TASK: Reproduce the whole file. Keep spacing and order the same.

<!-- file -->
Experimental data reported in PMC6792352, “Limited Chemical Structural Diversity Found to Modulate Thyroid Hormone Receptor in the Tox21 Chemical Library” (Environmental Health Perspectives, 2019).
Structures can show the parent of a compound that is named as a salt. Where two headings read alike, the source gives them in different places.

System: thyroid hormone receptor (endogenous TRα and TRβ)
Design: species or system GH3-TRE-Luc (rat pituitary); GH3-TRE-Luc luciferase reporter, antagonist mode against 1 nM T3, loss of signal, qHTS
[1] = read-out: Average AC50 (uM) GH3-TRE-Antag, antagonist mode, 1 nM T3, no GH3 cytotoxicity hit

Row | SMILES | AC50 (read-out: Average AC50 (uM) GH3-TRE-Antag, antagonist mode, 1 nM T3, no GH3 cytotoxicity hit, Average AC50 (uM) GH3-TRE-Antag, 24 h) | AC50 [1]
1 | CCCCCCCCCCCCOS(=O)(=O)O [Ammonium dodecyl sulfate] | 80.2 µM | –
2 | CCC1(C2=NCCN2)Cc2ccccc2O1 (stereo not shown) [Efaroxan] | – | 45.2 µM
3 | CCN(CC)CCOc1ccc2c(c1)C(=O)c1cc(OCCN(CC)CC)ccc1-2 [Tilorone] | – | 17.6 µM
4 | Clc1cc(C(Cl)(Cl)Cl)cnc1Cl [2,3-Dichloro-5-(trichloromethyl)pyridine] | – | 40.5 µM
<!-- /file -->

Experimental data reported in PMC6792352, “Limited Chemical Structural Diversity Found to Modulate Thyroid Hormone Receptor in the Tox21 Chemical Library” (Environmental Health Perspectives, 2019).
Structures can show the parent of a compound that is named as a salt. Where two headings read alike, the source gives them in different places.

System: thyroid hormone receptor (endogenous TRα and TRβ)
Design: species or system GH3-TRE-Luc (rat pituitary); GH3-TRE-Luc luciferase reporter, antagonist mode against 1 nM T3, loss of signal, qHTS
[1] = read-out: Average AC50 (uM) GH3-TRE-Antag, antagonist mode, 1 nM T3, no GH3 cytotoxicity hit

Row | SMILES | AC50 (read-out: Average AC50 (uM) GH3-TRE-Antag, antagonist mode, 1 nM T3, no GH3 cytotoxicity hit, Average AC50 (uM) GH3-TRE-Antag, 24 h) | AC50 [1]
1 | CCCCCCCCCCCCOS(=O)(=O)O [Ammonium dodecyl sulfate] | 80.2 µM | –
2 | CCC1(C2=NCCN2)Cc2ccccc2O1 (stereo not shown) [Efaroxan] | – | 45.2 µM
3 | CCN(CC)CCOc1ccc2c(c1)C(=O)c1cc(OCCN(CC)CC)ccc1-2 [Tilorone] | – | 17.6 µM
4 | Clc1cc(C(Cl)(Cl)Cl)cnc1Cl [2,3-Dichloro-5-(trichloromethyl)pyridine] | – | 40.5 µM